The Telegraph
Since 1st March, 1999
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Narcotics cell heads home

New Delhi, Feb. 26: It’s official now. After more than two years of deliberation, the Centre has finally transferred the Narcotics Control Bureau from the Union finance ministry to the ministry of home affairs.

The government issued a notification on February 19 to declare the change official.

The decision comes on the recommendation made in February 2001 by the Group of Ministers — constituted after the Kargil war — that the home ministry be given charge of the bureau since there was increasing evidence of links between narcotics and terrorism.

Bureau director M.K. Singh confirmed that the Centre has notified bringing the organisation under the home ministry.

The notification is, however, yet to reach the bureau, the last of some of the organisations to come under the umbrella of the home ministry following the recommendations. The others are the Special Security Bureau, which was with the Cabinet Secretariat, and the Disaster Management Cell, earlier under the agriculture ministry.

One of the reasons for delay in handing over the narcotics bureau to the home ministry was resistance from its finance counterpart, which argued that investigating agencies have very few cases proving the narco-terrorism nexus. And since the bureau is a revenue-gathering department, it should remain under their jurisdiction.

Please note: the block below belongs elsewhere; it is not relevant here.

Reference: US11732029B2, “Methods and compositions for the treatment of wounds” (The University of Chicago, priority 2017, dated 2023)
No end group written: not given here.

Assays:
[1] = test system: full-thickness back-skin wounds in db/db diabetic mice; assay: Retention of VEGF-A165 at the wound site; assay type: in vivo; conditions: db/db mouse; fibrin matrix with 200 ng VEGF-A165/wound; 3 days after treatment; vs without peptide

The Group of Ministers, however, said: “Given the close nexus between drug trafficking, organised crime and terrorism, it is also necessary to improve the effectiveness of the NCB.”

The Supreme Court has recently restored the bureau’s constitutional validity to carry out search, seizure and arrests.

A bench of Justices Santosh Hegde and B.P. Singh in their February 16 order quashed the Delhi High Court ruling that had virtually snatched the agency’s powers to carry out search and seizure, and arrest drug traffickers.

The bureau was notified in the gazette in 1986, where it was clearly mentioned that its officers of the rank of inspectors were empowered to carry out searches, seizure and arrest offenders, the apex court said.

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